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Insurance and Elmiron: What You Need to Know

Several IC patients have reported that their health insurance providers are notifying them that they are no longer covering pentosan polysulfate sodium (Elmiron), the only oral medication specifically approved by the U.S. Food and Drug Administration (FDA) for treating the pain and discomfort of IC.

Research conducted by GoodRx last year suggests that insurance companies have reduced the number of drugs they cover by 17 percent over the past decade.  Elmiron has typically been considered a higher tier medication with more expensive copays on the list of drugs each insurance company covers, known as a formulary. Its status as a Tier 2 or higher drug in many formularies reflects that Elmiron is a specialty drug that treats a rare medical condition and that does not have a generic counterpart. (To learn more about drug tiers, click here.)

Elmiron also has fallen under closer scrutiny following recent studies showing a potential association between its use and retinal abnormalities called pigmentary maculopathy that can result in vision changes and loss. The FDA has not taken any action to date but did add Elmiron to its watch list of drugs or drug classes for which there is a potential sign of serious risk or new safety information.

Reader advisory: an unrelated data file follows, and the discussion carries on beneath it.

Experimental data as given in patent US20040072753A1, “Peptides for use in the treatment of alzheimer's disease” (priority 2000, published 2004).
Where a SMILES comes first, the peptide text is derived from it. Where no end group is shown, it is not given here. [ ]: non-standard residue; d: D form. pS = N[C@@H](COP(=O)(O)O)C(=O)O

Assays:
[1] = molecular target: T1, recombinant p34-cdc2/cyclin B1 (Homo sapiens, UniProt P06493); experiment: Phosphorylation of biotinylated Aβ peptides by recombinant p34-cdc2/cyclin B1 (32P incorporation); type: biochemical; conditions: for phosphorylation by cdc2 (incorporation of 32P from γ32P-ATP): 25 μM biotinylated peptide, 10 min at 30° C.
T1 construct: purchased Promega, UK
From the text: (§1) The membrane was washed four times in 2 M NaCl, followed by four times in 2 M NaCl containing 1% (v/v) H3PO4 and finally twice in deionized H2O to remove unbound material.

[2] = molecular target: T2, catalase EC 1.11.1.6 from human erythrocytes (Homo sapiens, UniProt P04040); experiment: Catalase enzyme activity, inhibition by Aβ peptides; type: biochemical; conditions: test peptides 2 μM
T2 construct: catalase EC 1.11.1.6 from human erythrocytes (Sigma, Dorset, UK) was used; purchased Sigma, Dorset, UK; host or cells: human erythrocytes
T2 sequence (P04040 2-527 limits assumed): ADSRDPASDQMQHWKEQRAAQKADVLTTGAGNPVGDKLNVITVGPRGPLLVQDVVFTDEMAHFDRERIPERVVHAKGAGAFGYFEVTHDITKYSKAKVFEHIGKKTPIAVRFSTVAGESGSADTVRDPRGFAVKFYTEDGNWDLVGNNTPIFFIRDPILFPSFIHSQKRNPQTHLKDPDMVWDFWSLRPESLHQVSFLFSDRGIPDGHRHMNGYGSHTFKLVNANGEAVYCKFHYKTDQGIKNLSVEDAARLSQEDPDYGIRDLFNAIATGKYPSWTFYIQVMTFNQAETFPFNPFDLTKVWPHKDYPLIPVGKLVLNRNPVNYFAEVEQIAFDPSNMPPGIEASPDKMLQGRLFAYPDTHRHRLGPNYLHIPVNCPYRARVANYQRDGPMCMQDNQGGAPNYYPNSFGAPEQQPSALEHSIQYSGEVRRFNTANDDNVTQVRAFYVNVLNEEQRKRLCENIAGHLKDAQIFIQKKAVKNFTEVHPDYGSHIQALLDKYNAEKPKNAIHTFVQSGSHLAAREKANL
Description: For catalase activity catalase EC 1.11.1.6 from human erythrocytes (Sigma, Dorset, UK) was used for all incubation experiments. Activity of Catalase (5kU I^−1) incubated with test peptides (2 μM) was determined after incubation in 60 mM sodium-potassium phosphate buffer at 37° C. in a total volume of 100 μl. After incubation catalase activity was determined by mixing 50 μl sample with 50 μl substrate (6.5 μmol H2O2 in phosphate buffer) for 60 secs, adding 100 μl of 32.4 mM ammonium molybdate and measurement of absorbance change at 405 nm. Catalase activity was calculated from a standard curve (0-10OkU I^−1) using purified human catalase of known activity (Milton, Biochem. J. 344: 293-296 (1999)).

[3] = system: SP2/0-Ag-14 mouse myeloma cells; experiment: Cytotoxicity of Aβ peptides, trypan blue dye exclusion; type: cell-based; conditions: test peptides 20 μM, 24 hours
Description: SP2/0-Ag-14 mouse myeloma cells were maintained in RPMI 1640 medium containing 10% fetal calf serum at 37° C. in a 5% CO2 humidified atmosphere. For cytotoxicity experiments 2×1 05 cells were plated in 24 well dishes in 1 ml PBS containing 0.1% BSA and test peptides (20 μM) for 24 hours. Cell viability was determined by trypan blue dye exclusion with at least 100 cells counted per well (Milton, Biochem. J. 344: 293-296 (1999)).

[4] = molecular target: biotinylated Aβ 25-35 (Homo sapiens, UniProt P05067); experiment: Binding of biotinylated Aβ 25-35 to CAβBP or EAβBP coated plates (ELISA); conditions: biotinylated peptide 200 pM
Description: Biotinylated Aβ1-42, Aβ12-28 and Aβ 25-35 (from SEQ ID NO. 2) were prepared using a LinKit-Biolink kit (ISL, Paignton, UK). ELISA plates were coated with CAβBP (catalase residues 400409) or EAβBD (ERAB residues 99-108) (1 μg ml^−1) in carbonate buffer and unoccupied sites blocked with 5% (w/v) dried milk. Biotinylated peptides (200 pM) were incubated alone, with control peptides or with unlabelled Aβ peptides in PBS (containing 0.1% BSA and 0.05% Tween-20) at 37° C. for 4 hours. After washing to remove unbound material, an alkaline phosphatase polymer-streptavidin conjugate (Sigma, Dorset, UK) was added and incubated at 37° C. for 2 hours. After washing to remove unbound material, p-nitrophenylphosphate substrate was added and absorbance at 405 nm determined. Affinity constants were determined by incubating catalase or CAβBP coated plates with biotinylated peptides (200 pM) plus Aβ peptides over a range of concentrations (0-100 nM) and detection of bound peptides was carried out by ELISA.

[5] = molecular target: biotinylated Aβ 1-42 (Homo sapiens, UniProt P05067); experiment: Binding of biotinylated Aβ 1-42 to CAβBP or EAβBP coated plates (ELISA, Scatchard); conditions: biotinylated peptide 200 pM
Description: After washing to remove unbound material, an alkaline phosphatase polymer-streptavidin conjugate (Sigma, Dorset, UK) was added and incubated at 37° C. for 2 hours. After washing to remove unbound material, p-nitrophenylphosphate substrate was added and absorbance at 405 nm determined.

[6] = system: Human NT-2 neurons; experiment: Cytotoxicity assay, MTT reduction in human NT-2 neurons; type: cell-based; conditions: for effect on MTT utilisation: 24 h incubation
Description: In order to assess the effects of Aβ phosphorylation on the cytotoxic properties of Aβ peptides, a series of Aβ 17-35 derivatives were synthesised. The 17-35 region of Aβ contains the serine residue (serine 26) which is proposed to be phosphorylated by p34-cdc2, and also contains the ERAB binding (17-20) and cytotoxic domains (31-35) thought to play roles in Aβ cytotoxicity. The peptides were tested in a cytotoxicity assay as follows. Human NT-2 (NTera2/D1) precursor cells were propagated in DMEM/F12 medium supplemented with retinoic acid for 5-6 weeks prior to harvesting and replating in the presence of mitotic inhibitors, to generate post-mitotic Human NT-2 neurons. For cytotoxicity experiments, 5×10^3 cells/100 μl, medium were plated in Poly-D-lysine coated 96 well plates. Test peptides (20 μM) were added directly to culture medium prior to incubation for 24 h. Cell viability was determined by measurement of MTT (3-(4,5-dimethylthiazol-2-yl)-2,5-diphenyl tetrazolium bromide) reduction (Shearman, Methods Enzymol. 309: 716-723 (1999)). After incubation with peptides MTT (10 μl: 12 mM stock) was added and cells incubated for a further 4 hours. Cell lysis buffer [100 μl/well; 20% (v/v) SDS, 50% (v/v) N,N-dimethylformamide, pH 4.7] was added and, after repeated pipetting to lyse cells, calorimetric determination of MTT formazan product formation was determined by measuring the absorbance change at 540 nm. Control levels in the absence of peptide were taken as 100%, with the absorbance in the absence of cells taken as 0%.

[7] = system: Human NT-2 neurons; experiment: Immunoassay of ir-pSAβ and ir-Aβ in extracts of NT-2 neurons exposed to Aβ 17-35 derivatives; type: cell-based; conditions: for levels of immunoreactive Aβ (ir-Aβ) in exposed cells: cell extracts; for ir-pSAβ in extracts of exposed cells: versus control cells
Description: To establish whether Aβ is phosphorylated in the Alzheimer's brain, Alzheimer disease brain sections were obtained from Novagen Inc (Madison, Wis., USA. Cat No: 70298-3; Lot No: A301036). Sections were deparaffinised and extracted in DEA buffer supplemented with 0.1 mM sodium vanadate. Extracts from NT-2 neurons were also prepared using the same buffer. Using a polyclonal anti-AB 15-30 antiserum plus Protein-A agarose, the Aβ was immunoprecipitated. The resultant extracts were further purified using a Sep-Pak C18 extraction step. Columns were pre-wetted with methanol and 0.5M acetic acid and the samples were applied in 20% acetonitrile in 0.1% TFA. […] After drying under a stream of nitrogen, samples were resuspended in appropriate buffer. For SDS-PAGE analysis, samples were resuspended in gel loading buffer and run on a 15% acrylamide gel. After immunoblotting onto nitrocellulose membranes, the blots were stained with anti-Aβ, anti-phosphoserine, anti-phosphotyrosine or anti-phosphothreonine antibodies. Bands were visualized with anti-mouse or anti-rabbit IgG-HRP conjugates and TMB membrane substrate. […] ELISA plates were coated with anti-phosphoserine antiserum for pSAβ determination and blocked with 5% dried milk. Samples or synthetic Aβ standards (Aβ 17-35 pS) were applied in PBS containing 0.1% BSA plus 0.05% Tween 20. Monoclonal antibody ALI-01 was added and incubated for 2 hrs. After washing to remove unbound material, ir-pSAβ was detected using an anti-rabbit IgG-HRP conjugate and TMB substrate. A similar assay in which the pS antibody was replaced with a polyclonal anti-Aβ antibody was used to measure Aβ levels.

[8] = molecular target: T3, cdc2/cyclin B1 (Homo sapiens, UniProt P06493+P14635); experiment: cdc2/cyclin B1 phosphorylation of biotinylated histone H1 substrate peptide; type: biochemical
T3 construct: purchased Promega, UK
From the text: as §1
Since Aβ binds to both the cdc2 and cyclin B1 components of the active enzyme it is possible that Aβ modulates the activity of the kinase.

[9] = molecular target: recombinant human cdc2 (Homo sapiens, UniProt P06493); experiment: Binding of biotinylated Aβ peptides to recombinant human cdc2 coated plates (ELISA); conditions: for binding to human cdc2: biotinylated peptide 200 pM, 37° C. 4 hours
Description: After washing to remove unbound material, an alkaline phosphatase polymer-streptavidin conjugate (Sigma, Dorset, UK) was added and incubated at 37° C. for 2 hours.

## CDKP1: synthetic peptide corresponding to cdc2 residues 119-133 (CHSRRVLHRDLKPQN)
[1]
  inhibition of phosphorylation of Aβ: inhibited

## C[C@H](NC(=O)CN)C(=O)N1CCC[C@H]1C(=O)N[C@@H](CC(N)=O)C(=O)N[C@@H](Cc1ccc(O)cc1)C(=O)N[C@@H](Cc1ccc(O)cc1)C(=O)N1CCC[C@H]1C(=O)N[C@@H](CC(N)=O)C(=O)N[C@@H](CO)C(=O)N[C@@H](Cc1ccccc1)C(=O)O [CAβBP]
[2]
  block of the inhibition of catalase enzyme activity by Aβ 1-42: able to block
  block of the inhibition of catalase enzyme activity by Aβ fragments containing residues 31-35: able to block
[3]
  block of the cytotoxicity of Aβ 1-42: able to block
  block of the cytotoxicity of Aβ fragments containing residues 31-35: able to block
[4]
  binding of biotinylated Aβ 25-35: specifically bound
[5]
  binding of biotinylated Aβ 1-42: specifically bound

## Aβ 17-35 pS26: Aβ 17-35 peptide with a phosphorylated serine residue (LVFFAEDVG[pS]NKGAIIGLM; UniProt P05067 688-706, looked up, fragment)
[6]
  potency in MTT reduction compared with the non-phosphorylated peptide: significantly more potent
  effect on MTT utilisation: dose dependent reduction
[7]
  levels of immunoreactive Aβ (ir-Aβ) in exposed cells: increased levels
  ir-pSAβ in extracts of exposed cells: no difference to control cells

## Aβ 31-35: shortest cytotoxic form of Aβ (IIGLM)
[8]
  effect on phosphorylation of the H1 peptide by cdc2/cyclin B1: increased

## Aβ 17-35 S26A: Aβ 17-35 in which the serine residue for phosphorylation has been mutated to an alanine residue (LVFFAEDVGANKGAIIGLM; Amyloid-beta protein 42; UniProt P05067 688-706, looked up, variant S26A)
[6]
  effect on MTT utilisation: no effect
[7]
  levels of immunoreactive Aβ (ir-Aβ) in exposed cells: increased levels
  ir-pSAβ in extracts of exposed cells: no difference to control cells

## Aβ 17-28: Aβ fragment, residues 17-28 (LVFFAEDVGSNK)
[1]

If your insurance company notifies you that your coverage is being curtailed, you have the right to file an appeal. Here’s what to know:

  • Any correspondence explaining the denial of service should describe the appeal process, including key deadlines and the forms and supporting materials that must be filed.
  • Ask your doctor to write a letter stating that the medication is medically necessary and there are no alternatives. They may also provide additional information about other treatments that have been tried and failed. Provide your doctor with the address listed in your insurance plan’s appeal process and ask for a copy of the letter for your own records.
  • Keep records of all calls and written correspondence, including dates.
  • If your insurance is provided through your employer, your company’s HR department also may be able to write a letter or call supporting your appeal.
  • If the appeal is denied, an external appeal process may be an option; the process varies by state and insurance plan.

For more advice on managing insurance company appeals, read this WebMD article.

ICA has recommended that patients taking Elmiron discuss treatment options with their healthcare professional. ICA also will continue monitoring this situation and keep the IC community informed.


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